News / Health

UN: 'Legal Highs' Swamp Global Drug Market

People looking to purchase designer drugs line up in front of the Last Place On Earth store in Duluth, Minnesota, in this September 21, 2011, file photo.
People looking to purchase designer drugs line up in front of the Last Place On Earth store in Duluth, Minnesota, in this September 21, 2011, file photo.
Selah Hennessy
— Designer drugs that are sold openly and legally are on the rise and the international drug control system is foundering under the speed and creativity of their proliferation, the United Nations said in a global report Wednesday.  

A swathe of new drugs is hitting the international market. New psychoactive substances are marketed as “legal highs” and “designer drugs” and they are proliferating at an “unprecedented” rate, according to the U.N.’s 2013 World Drug Report.

Thomas Pietschmann, a co-author of the report, says a major effort needs to be made to prevent the manufacture, trafficking, and use of the drugs. But he says managing the drug’s proliferation is proving difficult because their make-up is constantly shifting.

“Substances emerge on the market only for a short period of time, emerge, disappear, and then another substance emerges, which creates the problem," he said.

According to the report, the number of new phychoactive substances (NPS) reported by member states to the U.N. Office on Drugs and Crime (UNODC) rose from 166 in 2009 to 251 by last year. That’s a 50 percent rise.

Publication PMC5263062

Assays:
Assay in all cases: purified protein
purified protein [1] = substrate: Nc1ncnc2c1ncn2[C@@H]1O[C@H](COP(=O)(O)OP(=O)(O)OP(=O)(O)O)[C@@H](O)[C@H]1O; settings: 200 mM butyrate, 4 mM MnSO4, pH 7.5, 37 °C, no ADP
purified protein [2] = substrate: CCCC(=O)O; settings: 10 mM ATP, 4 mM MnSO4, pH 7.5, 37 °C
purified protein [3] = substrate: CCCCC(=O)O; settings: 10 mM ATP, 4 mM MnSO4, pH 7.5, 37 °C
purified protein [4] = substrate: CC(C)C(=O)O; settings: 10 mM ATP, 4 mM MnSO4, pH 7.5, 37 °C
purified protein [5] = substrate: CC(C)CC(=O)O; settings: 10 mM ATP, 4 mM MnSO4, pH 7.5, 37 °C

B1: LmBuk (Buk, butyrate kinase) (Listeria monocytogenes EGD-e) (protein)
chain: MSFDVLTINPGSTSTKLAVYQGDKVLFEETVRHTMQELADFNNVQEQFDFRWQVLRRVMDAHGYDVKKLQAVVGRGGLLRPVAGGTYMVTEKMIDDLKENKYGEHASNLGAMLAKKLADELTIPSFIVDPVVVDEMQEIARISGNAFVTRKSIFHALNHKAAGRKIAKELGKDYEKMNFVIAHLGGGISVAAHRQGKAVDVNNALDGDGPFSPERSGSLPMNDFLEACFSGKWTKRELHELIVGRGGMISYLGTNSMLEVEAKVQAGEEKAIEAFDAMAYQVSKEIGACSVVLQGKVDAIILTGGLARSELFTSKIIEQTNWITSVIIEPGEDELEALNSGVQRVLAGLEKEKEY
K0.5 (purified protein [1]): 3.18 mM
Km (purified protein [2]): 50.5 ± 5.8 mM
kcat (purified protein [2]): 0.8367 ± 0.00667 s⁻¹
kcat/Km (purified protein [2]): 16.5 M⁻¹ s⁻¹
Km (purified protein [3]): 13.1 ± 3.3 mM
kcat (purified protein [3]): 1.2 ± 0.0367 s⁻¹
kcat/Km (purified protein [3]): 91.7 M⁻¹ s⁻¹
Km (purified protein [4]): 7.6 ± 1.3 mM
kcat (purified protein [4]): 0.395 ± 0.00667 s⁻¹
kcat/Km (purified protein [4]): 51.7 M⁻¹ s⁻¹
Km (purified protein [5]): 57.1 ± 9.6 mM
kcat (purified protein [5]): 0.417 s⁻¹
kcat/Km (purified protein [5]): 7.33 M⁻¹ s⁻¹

The U.N. report says it’s an “alarming” problem.

But Pietschmann says there is also some good news from the report.

“When we come to the traditional drugs, like cannabis and cocaine, we see some stabilization," said Pietschmann.

According to the report, heroin use seems to be declining in Europe while cocaine use is falling in the United States, the world’s largest cocaine market.

John Collins is Project Coordinator for the IDEAS International Drug Policy Project at the London School of Economics. He says drugs statistics as listed in Wednesday’s U.N. report should be treated with caution.

“There is a broader cultural shift happening," said Collins. "Maybe people are shifting toward new psychoactive substances. Maybe they will go back to more traditional drugs, maybe they will not. We will not actually know; that is a process that is still playing out so it's hard to predict to be honest.”

He says the current global approach to cannabis, cocaine and opium is a very singular, prohibitionist-oriented approach in which its production, manufacture and distribution is criminalized.

He says so far that is not happening with new psychoactive substances and it has yet to be seen how governments and global bodies decide to tackle their proliferation.

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